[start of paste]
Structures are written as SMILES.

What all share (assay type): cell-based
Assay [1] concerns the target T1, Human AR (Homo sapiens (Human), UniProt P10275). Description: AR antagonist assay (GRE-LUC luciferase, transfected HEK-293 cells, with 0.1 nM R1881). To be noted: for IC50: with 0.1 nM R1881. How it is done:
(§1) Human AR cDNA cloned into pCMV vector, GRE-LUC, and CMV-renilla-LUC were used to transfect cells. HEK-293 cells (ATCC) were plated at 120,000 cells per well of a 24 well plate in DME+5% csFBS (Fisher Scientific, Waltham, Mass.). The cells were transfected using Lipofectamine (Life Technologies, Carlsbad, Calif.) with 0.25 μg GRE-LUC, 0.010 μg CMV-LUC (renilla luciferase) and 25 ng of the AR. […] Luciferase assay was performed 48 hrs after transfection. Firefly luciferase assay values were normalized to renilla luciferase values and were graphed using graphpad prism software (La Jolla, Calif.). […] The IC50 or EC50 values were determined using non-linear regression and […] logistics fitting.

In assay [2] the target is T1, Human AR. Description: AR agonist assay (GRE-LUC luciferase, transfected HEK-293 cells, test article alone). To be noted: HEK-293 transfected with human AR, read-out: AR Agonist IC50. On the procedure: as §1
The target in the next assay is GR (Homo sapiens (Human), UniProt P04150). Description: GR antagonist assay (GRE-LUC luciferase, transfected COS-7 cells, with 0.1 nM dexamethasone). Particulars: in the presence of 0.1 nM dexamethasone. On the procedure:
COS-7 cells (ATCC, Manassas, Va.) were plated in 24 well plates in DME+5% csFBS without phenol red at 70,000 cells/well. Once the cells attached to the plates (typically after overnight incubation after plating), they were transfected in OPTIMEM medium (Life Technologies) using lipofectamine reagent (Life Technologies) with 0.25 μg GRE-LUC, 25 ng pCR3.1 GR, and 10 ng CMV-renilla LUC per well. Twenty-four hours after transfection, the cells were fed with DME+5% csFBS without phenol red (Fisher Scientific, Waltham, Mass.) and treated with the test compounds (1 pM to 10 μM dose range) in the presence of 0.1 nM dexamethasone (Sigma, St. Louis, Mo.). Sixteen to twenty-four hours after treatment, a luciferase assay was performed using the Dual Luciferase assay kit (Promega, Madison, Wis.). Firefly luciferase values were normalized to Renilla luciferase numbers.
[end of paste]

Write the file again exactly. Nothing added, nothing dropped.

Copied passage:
Structures are written as SMILES.

What all share (assay type): cell-based
Assay [1] concerns the target T1, Human AR (Homo sapiens (Human), UniProt P10275). Description: AR antagonist assay (GRE-LUC luciferase, transfected HEK-293 cells, with 0.1 nM R1881). To be noted: for IC50: with 0.1 nM R1881. How it is done:
(§1) Human AR cDNA cloned into pCMV vector, GRE-LUC, and CMV-renilla-LUC were used to transfect cells. HEK-293 cells (ATCC) were plated at 120,000 cells per well of a 24 well plate in DME+5% csFBS (Fisher Scientific, Waltham, Mass.). The cells were transfected using Lipofectamine (Life Technologies, Carlsbad, Calif.) with 0.25 μg GRE-LUC, 0.010 μg CMV-LUC (renilla luciferase) and 25 ng of the AR. […] Luciferase assay was performed 48 hrs after transfection. Firefly luciferase assay values were normalized to renilla luciferase values and were graphed using graphpad prism software (La Jolla, Calif.). […] The IC50 or EC50 values were determined using non-linear regression and […] logistics fitting.

In assay [2] the target is T1, Human AR. Description: AR agonist assay (GRE-LUC luciferase, transfected HEK-293 cells, test article alone). To be noted: HEK-293 transfected with human AR, read-out: AR Agonist IC50. On the procedure: as §1
The target in the next assay is GR (Homo sapiens (Human), UniProt P04150). Description: GR antagonist assay (GRE-LUC luciferase, transfected COS-7 cells, with 0.1 nM dexamethasone). Particulars: in the presence of 0.1 nM dexamethasone. On the procedure:
COS-7 cells (ATCC, Manassas, Va.) were plated in 24 well plates in DME+5% csFBS without phenol red at 70,000 cells/well. Once the cells attached to the plates (typically after overnight incubation after plating), they were transfected in OPTIMEM medium (Life Technologies) using lipofectamine reagent (Life Technologies) with 0.25 μg GRE-LUC, 25 ng pCR3.1 GR, and 10 ng CMV-renilla LUC per well. Twenty-four hours after transfection, the cells were fed with DME+5% csFBS without phenol red (Fisher Scientific, Waltham, Mass.) and treated with the test compounds (1 pM to 10 μM dose range) in the presence of 0.1 nM dexamethasone (Sigma, St. Louis, Mo.). Sixteen to twenty-four hours after treatment, a luciferase assay was performed using the Dual Luciferase assay kit (Promega, Madison, Wis.). Firefly luciferase values were normalized to Renilla luciferase numbers.